Finally, Frost wrote “My Butterfly,” and he was proud of it. He sent it off for publication, and in the meantime, in an attempt to impress Elinor, he had “My Butterfly” and four other poems made into a small book printed on handmade paper, bound in leather, with the title, Twilight, stamped in gold. He made two copies. He showed up unexpectedly at St. Lawrence University to deliver one to Elinor, but she did not take the surprise drop-in very well — she was not allowed to have male visitors to the room where she was boarding — and she sent him away. He tore up his own copy of Twilight on the way home.
Then he got a letter from Elinor that he interpreted to mean that she was ending their engagement. He was sure she was in love with someone else. Totally depressed, he sneaked out of his house and took a train to the most depressing place he could think of: the Dismal Swamp. Frost had read about the Dismal Swamp in poems by Thomas Moore and Henry Wadsworth Longfellow, who made use of its fitting name for their gloomy poems.
Frost took a train to Boston, another to New York, and a steamer to Norfolk, Virginia. From there, he headed straight into the heart of the swamp. It was dark, and Frost was afraid of the dark; and even in the light the swamp was treacherous — thick with vines and briar, it sheltered rattlesnakes, water moccasins, and quicksand. He walked 10 miles into the depths of the swamp, not caring whether he lived or died.
But at some point, he decided to live. He came upon a group of duck hunters, and they gave him a lift back to civilization. By the time he made it back to Lawrence three weeks later, “My Butterfly” had been published. He wrote a thank-you letter to Susan Hayes Ward, the literary editor at the Independent. He wrote: “Four weeks ago and until Friday last I was in Virginia, North Carolina, and Maryland, very liberally and without address, so that I have not been aware of my own doings as expressed in the phrase I ‘published a poem.’ That is the point of points: — I thank you tardily because I for my part have been out of time a little while, and thank you because you and not I published a poem, a work that certainly requires qualities I lack. And the poem does look well — don’t you think it does?”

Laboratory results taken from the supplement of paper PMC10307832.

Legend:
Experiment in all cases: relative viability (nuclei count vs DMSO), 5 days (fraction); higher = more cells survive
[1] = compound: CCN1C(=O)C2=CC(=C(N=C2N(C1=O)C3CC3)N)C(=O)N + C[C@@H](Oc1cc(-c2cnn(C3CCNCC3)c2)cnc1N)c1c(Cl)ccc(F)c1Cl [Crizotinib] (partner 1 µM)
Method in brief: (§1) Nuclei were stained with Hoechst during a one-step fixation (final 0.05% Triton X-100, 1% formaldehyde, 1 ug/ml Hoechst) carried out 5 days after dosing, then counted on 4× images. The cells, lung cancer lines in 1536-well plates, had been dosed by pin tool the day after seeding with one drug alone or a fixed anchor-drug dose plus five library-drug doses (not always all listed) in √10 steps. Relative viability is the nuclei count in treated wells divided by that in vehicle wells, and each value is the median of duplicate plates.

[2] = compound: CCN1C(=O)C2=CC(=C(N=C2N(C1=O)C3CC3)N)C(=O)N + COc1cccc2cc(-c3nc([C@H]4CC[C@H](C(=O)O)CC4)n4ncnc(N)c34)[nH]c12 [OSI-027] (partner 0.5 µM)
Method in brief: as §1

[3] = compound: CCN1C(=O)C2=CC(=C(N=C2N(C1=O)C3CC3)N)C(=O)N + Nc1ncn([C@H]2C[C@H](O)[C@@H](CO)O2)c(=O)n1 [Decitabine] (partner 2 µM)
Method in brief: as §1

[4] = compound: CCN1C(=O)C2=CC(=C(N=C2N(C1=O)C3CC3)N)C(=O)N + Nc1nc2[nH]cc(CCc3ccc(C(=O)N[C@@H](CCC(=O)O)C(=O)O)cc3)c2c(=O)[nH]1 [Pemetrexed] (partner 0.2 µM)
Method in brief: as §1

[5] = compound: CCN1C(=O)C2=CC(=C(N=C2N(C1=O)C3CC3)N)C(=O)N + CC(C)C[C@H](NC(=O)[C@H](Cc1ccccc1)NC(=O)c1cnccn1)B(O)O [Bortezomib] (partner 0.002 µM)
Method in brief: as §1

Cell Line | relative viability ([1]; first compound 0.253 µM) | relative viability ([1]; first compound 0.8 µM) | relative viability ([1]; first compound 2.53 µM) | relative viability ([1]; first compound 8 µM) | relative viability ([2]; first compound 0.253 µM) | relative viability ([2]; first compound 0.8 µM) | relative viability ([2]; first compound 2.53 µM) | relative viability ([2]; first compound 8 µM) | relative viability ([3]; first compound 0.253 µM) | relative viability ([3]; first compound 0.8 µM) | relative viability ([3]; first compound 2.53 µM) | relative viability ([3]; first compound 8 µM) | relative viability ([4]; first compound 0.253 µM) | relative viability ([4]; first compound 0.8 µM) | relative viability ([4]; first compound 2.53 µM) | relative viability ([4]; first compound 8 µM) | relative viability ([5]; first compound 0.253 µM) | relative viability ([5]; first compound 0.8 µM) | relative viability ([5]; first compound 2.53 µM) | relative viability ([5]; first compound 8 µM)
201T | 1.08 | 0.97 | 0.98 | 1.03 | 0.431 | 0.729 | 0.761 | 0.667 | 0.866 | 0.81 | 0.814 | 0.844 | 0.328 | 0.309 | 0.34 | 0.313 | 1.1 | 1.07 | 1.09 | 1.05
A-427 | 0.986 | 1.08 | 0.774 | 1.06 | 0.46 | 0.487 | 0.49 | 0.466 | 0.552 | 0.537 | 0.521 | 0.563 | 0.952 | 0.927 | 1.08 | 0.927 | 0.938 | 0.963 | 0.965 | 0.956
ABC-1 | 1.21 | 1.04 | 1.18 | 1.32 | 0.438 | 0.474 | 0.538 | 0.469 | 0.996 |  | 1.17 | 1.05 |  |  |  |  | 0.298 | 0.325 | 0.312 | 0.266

Cheered by the publication and by his newfound will to live, Frost continued to write. A year later, in December of 1895, Robert Frost and Elinor White were married.
On this day in 1731, a group of young men in Philadelphia pooled their money to set up the first library in America. The idea for a library came about when Benjamin Franklin started a club with about 50 friends so they could debate about politics, morality, and the natural sciences. The group was called the Club of Mutual Improvement. When they disagreed about a topic, they liked to consult books. But books were expensive in those days, so they combined their resources to found a subscription library. They called it the Philadelphia Library Company. The rule was that any “civil gentleman” could browse through the volumes, but only subscribers were allowed to borrow them. The library expanded over the years. Later it moved to Carpenter’s Hall, the building where the First Continental Congress met in 1774. Franklin said that after the library opened, “reading became fashionable, and our people, having no public amusements to divert their attention from study, became better acquainted with books.”
It’s the birthday of the woman who said, “In a weak moment, I have written a book.” That’s Margaret Mitchell (books by this author), born on this day in 1900, and that book is the epic novel Gone With the Wind. (1937). It’s one of the best-selling American novels of all time, having sold more than 30 million copies.
Be well, do good work, and keep in touch.®